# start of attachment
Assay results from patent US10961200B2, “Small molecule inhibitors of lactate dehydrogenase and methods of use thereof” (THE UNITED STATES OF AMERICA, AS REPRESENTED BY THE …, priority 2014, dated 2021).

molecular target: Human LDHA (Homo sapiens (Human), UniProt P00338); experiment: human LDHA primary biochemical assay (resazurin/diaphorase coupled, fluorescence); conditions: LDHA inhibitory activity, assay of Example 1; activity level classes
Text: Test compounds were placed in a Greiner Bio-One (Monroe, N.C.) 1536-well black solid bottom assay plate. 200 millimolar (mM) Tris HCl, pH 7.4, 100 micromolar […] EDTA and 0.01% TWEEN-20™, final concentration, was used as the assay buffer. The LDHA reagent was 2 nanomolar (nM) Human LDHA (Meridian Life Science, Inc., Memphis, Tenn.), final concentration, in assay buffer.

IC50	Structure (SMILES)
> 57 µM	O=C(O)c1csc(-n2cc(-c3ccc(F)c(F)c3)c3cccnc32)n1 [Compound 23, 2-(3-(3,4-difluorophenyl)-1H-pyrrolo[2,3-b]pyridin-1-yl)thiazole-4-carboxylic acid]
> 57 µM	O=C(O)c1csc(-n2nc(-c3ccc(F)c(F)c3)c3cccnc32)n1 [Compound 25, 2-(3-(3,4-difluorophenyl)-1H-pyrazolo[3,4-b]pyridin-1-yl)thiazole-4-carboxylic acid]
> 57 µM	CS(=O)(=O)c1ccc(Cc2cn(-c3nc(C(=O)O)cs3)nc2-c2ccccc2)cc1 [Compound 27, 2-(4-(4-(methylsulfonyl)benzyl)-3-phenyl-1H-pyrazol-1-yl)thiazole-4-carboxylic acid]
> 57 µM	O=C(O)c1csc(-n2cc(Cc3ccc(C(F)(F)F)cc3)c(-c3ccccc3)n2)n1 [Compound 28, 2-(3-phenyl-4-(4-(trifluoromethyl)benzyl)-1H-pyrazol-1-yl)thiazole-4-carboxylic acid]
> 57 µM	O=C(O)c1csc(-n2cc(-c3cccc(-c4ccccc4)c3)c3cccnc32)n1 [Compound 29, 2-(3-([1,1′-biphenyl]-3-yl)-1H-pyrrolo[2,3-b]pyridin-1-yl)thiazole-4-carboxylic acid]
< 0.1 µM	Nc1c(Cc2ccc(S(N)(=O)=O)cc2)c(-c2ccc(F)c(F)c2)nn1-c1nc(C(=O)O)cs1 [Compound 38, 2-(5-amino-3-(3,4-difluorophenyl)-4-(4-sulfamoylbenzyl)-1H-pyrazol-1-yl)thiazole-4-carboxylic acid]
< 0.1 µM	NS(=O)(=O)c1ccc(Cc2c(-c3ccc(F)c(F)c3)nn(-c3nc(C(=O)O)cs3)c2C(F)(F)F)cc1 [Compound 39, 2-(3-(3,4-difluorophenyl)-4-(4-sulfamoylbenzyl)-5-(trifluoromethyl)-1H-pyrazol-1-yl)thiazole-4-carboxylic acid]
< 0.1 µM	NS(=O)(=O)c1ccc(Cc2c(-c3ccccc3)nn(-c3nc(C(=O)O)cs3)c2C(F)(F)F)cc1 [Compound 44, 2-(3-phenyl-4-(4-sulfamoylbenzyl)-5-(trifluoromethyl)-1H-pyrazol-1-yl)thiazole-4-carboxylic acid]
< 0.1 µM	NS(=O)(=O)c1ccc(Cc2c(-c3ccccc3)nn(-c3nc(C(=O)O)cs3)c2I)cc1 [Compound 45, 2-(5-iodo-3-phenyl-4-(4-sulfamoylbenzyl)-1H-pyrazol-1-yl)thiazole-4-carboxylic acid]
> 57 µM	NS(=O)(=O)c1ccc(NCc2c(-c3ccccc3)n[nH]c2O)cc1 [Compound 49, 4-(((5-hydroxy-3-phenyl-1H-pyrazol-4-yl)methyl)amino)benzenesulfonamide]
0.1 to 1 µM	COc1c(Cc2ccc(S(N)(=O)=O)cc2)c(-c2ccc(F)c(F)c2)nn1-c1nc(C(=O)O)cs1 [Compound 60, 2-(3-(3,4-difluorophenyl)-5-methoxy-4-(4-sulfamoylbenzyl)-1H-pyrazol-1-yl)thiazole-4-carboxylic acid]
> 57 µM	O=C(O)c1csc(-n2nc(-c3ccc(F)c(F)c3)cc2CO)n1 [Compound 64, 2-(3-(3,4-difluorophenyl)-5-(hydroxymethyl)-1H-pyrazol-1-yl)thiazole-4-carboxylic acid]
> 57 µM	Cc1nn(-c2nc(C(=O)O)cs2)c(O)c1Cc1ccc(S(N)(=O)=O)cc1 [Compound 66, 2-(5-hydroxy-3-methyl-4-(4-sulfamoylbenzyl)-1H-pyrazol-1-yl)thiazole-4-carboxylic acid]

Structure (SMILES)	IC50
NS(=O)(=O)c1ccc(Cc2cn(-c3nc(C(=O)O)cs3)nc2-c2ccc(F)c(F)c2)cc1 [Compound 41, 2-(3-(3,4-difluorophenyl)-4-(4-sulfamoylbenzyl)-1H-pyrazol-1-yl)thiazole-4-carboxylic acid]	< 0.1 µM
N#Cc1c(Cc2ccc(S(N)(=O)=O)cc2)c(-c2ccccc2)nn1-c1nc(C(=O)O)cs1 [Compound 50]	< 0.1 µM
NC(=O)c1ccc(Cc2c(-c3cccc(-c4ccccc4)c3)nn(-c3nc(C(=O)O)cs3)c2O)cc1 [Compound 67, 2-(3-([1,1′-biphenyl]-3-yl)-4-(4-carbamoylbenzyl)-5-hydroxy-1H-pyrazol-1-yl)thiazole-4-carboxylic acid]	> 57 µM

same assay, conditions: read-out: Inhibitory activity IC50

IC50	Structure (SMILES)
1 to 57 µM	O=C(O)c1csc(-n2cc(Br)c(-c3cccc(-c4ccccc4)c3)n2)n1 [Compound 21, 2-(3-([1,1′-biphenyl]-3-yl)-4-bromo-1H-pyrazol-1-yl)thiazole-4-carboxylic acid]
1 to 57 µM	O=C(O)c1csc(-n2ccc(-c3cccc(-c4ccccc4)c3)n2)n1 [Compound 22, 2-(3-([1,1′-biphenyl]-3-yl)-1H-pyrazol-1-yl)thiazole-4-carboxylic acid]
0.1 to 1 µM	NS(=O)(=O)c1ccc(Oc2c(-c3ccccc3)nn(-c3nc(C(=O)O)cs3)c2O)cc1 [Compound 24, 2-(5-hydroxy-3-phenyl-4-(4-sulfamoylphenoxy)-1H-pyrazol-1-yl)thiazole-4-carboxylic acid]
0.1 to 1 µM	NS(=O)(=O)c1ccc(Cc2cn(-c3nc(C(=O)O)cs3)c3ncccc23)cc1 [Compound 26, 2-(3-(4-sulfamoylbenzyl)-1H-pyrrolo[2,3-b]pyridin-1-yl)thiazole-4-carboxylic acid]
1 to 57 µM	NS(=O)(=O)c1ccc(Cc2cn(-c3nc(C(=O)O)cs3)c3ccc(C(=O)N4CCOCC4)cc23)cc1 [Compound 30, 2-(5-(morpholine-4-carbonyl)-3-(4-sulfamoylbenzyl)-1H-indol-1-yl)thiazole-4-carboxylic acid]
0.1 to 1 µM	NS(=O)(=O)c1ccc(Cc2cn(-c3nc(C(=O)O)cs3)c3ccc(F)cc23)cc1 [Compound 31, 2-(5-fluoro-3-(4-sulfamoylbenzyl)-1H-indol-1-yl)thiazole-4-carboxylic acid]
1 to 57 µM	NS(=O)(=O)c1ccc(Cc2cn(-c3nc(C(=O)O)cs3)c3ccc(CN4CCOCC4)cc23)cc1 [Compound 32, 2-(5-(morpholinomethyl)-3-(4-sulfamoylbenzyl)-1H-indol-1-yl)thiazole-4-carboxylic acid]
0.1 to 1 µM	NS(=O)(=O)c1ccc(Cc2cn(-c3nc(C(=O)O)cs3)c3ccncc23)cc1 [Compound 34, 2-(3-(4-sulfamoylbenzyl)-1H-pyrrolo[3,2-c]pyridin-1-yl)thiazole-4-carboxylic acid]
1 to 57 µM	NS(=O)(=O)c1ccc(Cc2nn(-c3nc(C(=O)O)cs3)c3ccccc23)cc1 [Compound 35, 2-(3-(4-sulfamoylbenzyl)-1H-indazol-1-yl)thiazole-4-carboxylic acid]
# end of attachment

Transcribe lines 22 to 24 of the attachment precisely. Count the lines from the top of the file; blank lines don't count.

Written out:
same assay, conditions: read-out: Inhibitory activity IC50

IC50	Structure (SMILES)
1 to 57 µM	O=C(O)c1csc(-n2cc(Br)c(-c3cccc(-c4ccccc4)c3)n2)n1 [Compound 21, 2-(3-([1,1′-biphenyl]-3-yl)-4-bromo-1H-pyrazol-1-yl)thiazole-4-carboxylic acid]